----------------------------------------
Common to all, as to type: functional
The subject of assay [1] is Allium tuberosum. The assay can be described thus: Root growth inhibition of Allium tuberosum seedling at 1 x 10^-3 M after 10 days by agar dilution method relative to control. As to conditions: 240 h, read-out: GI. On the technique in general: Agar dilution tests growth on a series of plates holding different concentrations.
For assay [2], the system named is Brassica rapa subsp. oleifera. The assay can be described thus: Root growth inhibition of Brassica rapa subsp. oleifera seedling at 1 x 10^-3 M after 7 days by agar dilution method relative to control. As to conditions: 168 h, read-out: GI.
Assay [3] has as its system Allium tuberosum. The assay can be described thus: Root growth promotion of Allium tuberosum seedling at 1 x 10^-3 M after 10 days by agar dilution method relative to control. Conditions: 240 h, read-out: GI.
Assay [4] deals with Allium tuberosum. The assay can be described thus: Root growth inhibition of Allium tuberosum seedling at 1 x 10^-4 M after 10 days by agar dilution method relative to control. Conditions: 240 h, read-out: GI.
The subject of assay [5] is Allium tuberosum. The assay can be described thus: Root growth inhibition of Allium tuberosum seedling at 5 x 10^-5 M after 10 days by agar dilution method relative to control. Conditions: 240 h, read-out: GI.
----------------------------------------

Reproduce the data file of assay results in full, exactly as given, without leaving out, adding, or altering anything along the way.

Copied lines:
Common to all, as to type: functional
The subject of assay [1] is Allium tuberosum. The assay can be described thus: Root growth inhibition of Allium tuberosum seedling at 1 x 10^-3 M after 10 days by agar dilution method relative to control. As to conditions: 240 h, read-out: GI. On the technique in general: Agar dilution tests growth on a series of plates holding different concentrations.
For assay [2], the system named is Brassica rapa subsp. oleifera. The assay can be described thus: Root growth inhibition of Brassica rapa subsp. oleifera seedling at 1 x 10^-3 M after 7 days by agar dilution method relative to control. As to conditions: 168 h, read-out: GI.
Assay [3] has as its system Allium tuberosum. The assay can be described thus: Root growth promotion of Allium tuberosum seedling at 1 x 10^-3 M after 10 days by agar dilution method relative to control. Conditions: 240 h, read-out: GI.
Assay [4] deals with Allium tuberosum. The assay can be described thus: Root growth inhibition of Allium tuberosum seedling at 1 x 10^-4 M after 10 days by agar dilution method relative to control. Conditions: 240 h, read-out: GI.
The subject of assay [5] is Allium tuberosum. The assay can be described thus: Root growth inhibition of Allium tuberosum seedling at 5 x 10^-5 M after 10 days by agar dilution method relative to control. Conditions: 240 h, read-out: GI.